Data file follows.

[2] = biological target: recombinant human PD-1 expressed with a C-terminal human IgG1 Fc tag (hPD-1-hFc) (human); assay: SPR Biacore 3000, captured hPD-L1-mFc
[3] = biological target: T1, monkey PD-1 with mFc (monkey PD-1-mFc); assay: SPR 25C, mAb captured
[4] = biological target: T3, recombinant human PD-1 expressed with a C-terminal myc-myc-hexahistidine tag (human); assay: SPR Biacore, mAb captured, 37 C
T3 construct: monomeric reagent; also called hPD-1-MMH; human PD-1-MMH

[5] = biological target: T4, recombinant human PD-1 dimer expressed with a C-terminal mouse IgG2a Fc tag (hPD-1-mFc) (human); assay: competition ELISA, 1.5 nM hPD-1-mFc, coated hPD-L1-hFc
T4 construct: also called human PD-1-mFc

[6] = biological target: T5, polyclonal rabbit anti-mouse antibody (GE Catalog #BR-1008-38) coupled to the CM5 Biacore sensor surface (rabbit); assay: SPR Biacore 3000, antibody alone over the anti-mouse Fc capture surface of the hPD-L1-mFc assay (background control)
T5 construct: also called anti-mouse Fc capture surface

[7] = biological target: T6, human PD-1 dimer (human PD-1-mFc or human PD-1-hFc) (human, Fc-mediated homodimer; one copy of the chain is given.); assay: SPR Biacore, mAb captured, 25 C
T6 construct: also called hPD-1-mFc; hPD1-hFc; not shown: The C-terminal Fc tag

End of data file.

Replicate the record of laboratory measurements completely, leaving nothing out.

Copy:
[2] = biological target: recombinant human PD-1 expressed with a C-terminal human IgG1 Fc tag (hPD-1-hFc) (human); assay: SPR Biacore 3000, captured hPD-L1-mFc
[3] = biological target: T1, monkey PD-1 with mFc (monkey PD-1-mFc); assay: SPR 25C, mAb captured
[4] = biological target: T3, recombinant human PD-1 expressed with a C-terminal myc-myc-hexahistidine tag (human); assay: SPR Biacore, mAb captured, 37 C
T3 construct: monomeric reagent; also called hPD-1-MMH; human PD-1-MMH

[5] = biological target: T4, recombinant human PD-1 dimer expressed with a C-terminal mouse IgG2a Fc tag (hPD-1-mFc) (human); assay: competition ELISA, 1.5 nM hPD-1-mFc, coated hPD-L1-hFc
T4 construct: also called human PD-1-mFc

[6] = biological target: T5, polyclonal rabbit anti-mouse antibody (GE Catalog #BR-1008-38) coupled to the CM5 Biacore sensor surface (rabbit); assay: SPR Biacore 3000, antibody alone over the anti-mouse Fc capture surface of the hPD-L1-mFc assay (background control)
T5 construct: also called anti-mouse Fc capture surface

[7] = biological target: T6, human PD-1 dimer (human PD-1-mFc or human PD-1-hFc) (human, Fc-mediated homodimer; one copy of the chain is given.); assay: SPR Biacore, mAb captured, 25 C
T6 construct: also called hPD-1-mFc; hPD1-hFc; not shown: The C-terminal Fc tag